Sauerkraut and kimchi show promise as disease fighters

Sauerkraut and kimchi show promise as disease fighters

Helen Park, a native of South Korea now living in Houston, Texas, attests to the Korean fondness for kimchi, a fermented cabbage dish: "We eat kimchi every meal. No matter what else we are eating." And it's not just for flavor; the spicy condiment is believed to have healing powers. Last year, a Seoul National University study seemed to validate those claims, when it found that giving extract of kimchi to 13 chickens infected with avian flu seemed to help the birds fight the disease. Within one week, the researchers reported, 11 of the birds had begun to recover.

Vegetarian Reubens with healthy sauerkraut

Not surprisingly, sales of kimchi and its western cousin, sauerkraut, soared following the study's release-but experts like Netty Levine, M.S., R.D., of the Nutrition Counseling Center at Cedars-Sinai Medical Center in Los Angeles, think that was jumping the gun. "This was a very small study, and it left many questions unanswered." While fermented cabbage is attracting scientific notice as a source of beneficial probiotic bacteria, its effectiveness as a flu fighter is far from proven. Further, says Levine, "kimchi and sauerkraut are enormously high in salt, which is already a problem for many people." (A 1/4-cup serving of kimchi contains about 450 milligrams (mg) sodium according to one estimate; sauerkraut, 235 mg.)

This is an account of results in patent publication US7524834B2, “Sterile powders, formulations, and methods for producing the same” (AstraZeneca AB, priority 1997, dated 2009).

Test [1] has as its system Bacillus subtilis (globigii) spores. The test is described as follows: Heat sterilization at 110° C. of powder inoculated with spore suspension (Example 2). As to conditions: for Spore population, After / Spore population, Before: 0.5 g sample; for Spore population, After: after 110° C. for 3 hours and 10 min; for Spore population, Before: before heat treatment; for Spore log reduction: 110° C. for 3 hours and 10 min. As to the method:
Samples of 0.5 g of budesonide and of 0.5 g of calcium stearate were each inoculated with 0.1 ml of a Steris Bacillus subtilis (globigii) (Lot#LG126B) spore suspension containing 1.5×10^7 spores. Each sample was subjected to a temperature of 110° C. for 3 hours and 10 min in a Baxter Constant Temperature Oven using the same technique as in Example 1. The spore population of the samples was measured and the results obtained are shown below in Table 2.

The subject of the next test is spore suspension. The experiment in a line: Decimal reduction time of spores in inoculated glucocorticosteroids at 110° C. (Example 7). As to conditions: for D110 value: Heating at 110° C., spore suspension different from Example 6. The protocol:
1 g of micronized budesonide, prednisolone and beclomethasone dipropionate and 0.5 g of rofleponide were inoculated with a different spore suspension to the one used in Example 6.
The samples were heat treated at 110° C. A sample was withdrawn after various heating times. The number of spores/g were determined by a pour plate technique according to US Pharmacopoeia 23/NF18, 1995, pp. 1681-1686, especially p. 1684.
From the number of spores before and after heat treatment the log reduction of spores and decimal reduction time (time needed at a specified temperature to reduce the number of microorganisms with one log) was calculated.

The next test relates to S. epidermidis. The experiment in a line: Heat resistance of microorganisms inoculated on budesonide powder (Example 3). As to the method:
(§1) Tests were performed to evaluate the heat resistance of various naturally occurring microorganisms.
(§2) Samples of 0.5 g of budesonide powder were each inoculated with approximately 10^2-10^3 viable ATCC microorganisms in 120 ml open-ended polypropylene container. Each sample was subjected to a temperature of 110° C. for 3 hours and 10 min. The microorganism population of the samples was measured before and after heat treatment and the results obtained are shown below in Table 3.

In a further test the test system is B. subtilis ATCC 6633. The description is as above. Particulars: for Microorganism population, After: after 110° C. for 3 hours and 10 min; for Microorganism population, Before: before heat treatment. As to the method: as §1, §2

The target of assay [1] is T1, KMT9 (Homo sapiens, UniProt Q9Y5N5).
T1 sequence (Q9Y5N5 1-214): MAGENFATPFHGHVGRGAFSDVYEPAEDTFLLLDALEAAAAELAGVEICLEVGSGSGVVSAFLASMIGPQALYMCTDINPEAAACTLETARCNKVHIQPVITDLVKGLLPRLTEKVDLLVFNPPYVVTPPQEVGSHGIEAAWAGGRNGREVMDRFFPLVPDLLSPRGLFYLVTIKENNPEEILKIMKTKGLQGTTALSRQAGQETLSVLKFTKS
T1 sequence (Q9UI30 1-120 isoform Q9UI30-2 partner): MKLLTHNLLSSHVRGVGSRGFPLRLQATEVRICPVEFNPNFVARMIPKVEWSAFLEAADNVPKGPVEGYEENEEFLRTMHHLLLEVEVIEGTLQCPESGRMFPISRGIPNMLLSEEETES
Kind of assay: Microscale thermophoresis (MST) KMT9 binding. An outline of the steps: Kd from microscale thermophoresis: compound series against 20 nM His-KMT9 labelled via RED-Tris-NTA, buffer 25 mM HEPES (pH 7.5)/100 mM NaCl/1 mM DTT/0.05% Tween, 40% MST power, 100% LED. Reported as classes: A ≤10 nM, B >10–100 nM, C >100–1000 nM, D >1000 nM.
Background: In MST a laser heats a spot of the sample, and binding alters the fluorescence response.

More promising findings about cabbage's health benefits come from a study closer to home: Dorothy Rybaczyk Pathak, Ph.D., a professor at the University of New Mexico and at Michigan State, looked at the diets of Polish-born immigrant women. She found that those who ate more than three servings a week of raw or lightly cooked cabbage (typically sauerkraut, a Polish staple) were 70 percent less likely to develop breast cancer than those who ate less than 11/2 weekly servings. She muses that several cancer-fighting mechanisms might be at work. Like all cruciferous vegetables, cabbage contains phytochemicals that can help remove cancerous compounds from the body, scavenge free radicals and increase programmed cell death of cancerous cells, among other functions.

Pathak, originally from Poland, says her eating habits are now mostly Americanized-except for one. "After this study," she says, "I'm eating more sauerkraut."

Bottom line: Enjoy kimchi or sauerkraut as good food, not flu cures-and be mindful of the sodium. Rinsing them with water before eating can help reduce the salt.

-Avery Hurt